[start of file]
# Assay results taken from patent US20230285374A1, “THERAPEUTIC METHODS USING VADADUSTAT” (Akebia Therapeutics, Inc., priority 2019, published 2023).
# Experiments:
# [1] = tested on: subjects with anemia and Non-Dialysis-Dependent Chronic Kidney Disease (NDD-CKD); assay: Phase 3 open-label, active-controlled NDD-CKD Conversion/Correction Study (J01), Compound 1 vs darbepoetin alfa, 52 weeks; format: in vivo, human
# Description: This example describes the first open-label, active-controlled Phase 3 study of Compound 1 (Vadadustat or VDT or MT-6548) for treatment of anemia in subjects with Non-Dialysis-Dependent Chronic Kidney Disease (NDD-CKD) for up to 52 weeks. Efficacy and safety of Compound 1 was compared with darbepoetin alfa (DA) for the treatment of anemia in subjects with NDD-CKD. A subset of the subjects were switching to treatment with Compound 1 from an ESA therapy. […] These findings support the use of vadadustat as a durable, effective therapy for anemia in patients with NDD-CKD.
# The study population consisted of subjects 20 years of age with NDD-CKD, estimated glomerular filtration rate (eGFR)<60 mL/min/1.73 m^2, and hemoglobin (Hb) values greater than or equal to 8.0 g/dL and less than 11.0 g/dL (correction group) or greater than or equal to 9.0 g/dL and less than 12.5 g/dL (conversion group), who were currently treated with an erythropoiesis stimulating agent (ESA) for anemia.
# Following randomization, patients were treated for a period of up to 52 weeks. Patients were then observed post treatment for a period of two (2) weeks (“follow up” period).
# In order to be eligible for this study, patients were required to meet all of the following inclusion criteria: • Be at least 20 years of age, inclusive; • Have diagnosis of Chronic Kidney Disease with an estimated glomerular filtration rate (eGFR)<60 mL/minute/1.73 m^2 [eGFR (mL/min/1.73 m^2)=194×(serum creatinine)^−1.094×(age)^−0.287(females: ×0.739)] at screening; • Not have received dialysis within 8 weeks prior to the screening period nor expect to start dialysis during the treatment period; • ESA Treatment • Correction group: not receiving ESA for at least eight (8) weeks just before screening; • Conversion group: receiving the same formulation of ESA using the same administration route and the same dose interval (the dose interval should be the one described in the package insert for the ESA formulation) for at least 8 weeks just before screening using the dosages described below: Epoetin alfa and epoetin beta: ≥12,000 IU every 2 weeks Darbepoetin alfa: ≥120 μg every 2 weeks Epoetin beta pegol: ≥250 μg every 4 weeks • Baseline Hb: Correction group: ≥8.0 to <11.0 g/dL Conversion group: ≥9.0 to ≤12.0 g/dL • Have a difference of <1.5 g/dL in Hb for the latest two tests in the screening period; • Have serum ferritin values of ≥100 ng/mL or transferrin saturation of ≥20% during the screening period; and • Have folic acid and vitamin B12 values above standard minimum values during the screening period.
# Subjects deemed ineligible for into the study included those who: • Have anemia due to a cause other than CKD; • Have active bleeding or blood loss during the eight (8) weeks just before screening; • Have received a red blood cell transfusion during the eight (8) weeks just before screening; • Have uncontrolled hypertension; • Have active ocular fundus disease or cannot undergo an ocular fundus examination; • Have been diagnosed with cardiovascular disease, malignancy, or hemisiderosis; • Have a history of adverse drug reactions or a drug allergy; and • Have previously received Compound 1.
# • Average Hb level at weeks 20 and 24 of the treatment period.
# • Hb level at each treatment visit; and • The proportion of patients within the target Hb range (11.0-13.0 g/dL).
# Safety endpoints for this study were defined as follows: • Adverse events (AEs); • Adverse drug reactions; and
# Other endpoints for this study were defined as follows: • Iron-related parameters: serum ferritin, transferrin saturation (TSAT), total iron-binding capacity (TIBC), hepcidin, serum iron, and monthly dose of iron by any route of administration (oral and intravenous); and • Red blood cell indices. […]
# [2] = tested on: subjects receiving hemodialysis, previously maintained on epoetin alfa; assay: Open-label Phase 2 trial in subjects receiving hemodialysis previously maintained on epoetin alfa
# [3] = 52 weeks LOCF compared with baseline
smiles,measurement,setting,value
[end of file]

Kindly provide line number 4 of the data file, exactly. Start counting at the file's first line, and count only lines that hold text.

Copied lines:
# Description: This example describes the first open-label, active-controlled Phase 3 study of Compound 1 (Vadadustat or VDT or MT-6548) for treatment of anemia in subjects with Non-Dialysis-Dependent Chronic Kidney Disease (NDD-CKD) for up to 52 weeks. Efficacy and safety of Compound 1 was compared with darbepoetin alfa (DA) for the treatment of anemia in subjects with NDD-CKD. A subset of the subjects were switching to treatment with Compound 1 from an ESA therapy. […] These findings support the use of vadadustat as a durable, effective therapy for anemia in patients with NDD-CKD.